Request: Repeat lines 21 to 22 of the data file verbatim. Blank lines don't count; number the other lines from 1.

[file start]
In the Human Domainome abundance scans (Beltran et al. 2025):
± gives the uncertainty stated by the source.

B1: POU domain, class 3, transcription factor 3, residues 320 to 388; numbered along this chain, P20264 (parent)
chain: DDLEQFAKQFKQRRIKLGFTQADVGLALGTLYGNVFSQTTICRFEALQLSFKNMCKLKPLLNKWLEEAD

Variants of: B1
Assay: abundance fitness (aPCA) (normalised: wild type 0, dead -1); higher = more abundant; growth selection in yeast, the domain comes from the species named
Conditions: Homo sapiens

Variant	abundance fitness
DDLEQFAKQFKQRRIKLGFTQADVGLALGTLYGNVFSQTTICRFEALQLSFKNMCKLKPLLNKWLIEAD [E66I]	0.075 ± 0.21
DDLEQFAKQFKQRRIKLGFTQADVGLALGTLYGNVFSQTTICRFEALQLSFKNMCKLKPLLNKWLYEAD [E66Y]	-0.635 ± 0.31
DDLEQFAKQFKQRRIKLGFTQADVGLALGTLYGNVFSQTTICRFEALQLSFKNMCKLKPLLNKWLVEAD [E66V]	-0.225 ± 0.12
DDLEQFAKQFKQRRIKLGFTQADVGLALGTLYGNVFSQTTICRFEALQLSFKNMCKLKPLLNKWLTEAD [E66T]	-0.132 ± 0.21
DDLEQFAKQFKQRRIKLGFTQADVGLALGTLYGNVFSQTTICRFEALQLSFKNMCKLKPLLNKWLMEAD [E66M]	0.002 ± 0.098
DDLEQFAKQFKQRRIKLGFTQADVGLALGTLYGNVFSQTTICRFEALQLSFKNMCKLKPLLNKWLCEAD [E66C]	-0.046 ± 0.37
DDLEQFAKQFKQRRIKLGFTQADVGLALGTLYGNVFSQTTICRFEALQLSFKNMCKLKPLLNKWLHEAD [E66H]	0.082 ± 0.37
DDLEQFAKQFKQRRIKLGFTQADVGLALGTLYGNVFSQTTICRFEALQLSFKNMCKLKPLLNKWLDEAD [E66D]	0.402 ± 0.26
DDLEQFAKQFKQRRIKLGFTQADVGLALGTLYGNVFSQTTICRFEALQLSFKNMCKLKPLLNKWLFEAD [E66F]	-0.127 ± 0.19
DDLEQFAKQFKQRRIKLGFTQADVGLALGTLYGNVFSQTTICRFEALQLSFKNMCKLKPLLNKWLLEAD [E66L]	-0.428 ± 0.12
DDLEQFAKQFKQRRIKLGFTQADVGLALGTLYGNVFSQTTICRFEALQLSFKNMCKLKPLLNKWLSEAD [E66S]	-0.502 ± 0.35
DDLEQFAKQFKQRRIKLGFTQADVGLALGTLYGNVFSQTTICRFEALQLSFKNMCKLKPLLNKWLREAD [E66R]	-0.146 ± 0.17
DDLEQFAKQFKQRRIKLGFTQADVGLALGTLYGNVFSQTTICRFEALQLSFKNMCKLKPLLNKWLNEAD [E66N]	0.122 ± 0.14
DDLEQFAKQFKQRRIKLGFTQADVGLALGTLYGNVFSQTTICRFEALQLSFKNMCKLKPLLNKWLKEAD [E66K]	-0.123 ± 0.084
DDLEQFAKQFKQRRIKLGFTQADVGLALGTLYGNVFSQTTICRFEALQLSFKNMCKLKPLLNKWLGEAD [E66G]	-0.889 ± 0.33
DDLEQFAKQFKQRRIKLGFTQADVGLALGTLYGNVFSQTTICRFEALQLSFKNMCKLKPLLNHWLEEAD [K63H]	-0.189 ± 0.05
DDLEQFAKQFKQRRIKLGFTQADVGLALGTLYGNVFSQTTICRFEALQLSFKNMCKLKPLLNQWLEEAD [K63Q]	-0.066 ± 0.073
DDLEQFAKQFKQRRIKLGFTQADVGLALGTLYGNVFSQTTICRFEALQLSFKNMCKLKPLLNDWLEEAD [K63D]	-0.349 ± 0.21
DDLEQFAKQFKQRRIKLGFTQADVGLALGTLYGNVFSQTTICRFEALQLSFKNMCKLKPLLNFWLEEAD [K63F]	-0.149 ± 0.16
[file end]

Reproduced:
DDLEQFAKQFKQRRIKLGFTQADVGLALGTLYGNVFSQTTICRFEALQLSFKNMCKLKPLLNKWLNEAD [E66N]	0.122 ± 0.14
DDLEQFAKQFKQRRIKLGFTQADVGLALGTLYGNVFSQTTICRFEALQLSFKNMCKLKPLLNKWLKEAD [E66K]	-0.123 ± 0.084